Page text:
Pulque has been enjoyed in what’s now Mexico for a millennium or more. This naturally fermented drink was consumed for ritual and recreational purposes by the Aztec and, until recently, it was the drink of the Mexican people: inexpensive, abundant and, for some of us, quite pleasant.
Pulque is made from agave, the same indigenous plant that gives us tequila, mezcal and a few other, lesser-known spirits. Unlike those spirits, pulque is more like beer: it’s fermented but not distilled.
To make pulque, the core of a mature agave plant is carved open, and the sap from the agave leaves—called aguamiel, or honey water—flows into the center. Once this sugar-rich liquid collects in the scooped-out center of the plant, it starts to ferment very quickly. Within a day or up to eight days or more (depending on temperature and other climactic factors), sugars in the sap are converted to alcohol and you have a relatively low-alcohol beverage.
Not many people that I’ve met have enjoyed pulque, which ferments to become a thick, cloudy white beverage that, to say the least, turns off many drinkers. I find the flavor of fresh pulque to be somewhat sour, yes, but with a latent sweetness that in the best of circumstances makes this a balanced, somewhat lightweight sip.
Unchecked by pasteurization or freezing, the pulque’s fermentation process may continue, and after a certain point, the beverage becomes too sour to consume. If the sourness has not become too extreme, the pulque may be “cured,” or fixed, through the addition of fruit juices or even wine, salsa or other beers. Me, I usually prefer pulque straight up, unadulterated, though this ancient beverage is pretty much a blank canvas, and you can flavor it in many ways.
On Day(s) of the Dead (November 1-2), we put up an ofrenda, the traditional Mexican table of photos and favorite foods and drinks of the deceased. On our table I put pictures of my departed parents, and some of their favorite consumables (chocolate for my mother, Scotch for my father). Placing favored objects on the ofrenda, along with marigolds, is thought to be a way to attract the dead to return and rejoin the living if only for an evening. Our purpose, and I suspect the purpose to many who make ofrendas, is simply to remember and honor those who came before.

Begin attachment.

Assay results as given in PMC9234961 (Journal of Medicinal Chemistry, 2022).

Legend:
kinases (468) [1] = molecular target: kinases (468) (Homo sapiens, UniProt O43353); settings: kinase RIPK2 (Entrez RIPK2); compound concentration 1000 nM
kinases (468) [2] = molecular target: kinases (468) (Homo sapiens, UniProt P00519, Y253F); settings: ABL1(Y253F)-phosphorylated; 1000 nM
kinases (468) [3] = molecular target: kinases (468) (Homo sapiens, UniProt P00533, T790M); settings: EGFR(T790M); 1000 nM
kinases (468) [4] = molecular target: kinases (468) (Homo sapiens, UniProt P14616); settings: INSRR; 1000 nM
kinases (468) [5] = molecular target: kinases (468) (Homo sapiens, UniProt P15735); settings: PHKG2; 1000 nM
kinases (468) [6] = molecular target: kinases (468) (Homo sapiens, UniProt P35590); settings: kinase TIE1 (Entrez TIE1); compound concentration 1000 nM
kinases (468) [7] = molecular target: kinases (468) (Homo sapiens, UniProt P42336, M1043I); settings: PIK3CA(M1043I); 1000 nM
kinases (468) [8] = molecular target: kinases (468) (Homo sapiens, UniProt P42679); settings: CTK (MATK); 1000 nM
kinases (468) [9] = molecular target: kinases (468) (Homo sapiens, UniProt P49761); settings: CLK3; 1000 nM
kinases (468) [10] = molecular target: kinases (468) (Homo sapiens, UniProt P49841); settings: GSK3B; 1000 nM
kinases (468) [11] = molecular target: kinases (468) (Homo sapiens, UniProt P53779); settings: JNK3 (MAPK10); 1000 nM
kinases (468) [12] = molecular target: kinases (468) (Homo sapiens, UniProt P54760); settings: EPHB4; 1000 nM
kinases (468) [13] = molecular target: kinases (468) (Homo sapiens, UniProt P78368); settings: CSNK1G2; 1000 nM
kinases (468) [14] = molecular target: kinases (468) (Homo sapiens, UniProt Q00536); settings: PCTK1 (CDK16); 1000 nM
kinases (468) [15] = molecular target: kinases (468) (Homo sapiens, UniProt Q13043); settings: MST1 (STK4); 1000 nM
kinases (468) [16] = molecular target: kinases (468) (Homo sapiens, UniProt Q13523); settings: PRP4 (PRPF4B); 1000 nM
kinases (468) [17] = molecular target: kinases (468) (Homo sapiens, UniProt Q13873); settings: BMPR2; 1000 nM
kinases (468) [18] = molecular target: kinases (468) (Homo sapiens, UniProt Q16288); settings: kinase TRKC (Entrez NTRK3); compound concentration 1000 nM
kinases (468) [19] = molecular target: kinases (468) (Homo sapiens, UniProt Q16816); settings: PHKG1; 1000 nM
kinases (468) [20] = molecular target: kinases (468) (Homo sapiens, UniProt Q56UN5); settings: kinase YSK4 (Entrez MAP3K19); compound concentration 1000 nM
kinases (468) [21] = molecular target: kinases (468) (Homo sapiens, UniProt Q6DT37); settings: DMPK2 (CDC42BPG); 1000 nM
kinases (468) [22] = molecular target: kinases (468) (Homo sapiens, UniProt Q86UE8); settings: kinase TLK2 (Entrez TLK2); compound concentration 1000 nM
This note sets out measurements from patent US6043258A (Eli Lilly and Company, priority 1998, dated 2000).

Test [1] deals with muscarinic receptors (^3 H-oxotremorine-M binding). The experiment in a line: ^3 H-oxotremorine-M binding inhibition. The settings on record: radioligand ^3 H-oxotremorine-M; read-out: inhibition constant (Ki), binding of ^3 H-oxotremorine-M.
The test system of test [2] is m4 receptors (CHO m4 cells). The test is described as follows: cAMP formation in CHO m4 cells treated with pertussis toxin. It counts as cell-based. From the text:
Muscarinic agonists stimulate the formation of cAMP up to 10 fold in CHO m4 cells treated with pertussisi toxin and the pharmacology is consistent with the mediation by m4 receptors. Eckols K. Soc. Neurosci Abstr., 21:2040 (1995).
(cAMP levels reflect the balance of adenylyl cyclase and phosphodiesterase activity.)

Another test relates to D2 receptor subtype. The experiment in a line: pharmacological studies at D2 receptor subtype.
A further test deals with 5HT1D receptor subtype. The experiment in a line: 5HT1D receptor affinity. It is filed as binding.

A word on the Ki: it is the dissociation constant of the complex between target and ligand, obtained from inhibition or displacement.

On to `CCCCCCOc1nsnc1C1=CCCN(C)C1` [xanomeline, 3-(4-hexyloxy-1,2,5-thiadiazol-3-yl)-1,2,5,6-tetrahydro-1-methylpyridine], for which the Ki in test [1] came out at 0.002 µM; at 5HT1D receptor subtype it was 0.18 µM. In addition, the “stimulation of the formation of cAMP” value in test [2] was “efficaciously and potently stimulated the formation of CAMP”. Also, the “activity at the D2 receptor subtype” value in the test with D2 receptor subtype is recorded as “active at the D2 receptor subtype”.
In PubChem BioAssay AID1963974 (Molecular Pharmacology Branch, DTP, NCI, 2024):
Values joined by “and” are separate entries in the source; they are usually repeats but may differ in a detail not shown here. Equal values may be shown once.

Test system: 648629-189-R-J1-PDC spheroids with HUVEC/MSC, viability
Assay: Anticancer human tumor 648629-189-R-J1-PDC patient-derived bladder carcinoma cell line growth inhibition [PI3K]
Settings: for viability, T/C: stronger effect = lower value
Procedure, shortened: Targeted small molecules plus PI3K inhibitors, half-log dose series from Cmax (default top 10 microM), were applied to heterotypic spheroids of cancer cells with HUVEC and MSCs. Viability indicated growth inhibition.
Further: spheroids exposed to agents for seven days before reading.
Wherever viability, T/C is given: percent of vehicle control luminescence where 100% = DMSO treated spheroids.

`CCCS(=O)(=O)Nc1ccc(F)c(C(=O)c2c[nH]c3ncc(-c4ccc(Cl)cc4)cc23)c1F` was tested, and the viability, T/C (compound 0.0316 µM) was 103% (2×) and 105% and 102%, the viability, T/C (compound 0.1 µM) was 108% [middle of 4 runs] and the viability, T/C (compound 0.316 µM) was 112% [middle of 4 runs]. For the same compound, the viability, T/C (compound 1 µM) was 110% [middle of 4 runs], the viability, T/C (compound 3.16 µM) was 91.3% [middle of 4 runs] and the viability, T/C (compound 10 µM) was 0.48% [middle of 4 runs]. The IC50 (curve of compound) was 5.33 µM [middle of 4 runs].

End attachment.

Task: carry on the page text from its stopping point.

Mexican culture is much more accepting of the place of death in our lives, and visitors from the spirit world are welcomed into the house. In Mexico, during Day of the Dead festivities, people go to the local cemetery to visit the gravesites of deceased friends and relations, sometimes having a picnic hoping to attract the spirits of the deceased… And to celebrate life.
Around Day of the Dead, skeletons are popular: children are fond of sugar skulls, and everyone enjoys pan de muerte—bread of the dead—a loaf with a crossed-bone design on the upper crust. The skeletal figures—calaveras—in the drawings of Jose Guadalupe Posada, are portrayed dancing, cavorting and having a generally good time. These internationally recognized skeletal antics illustrate the comfort that many Mexicans seem to feel regarding the world of the dead and our inevitable passage into it.
Skeletons have found their way into much of Mexican art and culture, most prominently into the cult of Santa Muerte, currently the fastest-growing religion in the world. On a recent trip to Mexico City, I found a driver who would take me to the National Sanctuary of Santa Muerte, the beloved skeleton saint, dressed in blues and whites just like the Virgin Mary. As with the Day of the Dead ofrendas, it’s customary to place consumables on the altar of Santa Muerte, including fruit, candy and pulque.
Andrew Chesnut, professor of religious studies at Virginia Commonwealth University and author of “Devoted to Death: Santa Muerte, the Skeleton Saint,” tells me in a recent communication that “Many Santa Muerte devotees believe the Mexican skeleton saint favors ritual offerings that are native to Mexico and the Americas. As such, pulque was the most important fermented drink in Mexico, and it was offered to the Aztec gods and goddesses, most importantly, Tepoztecatl, god of pulque and fertility.”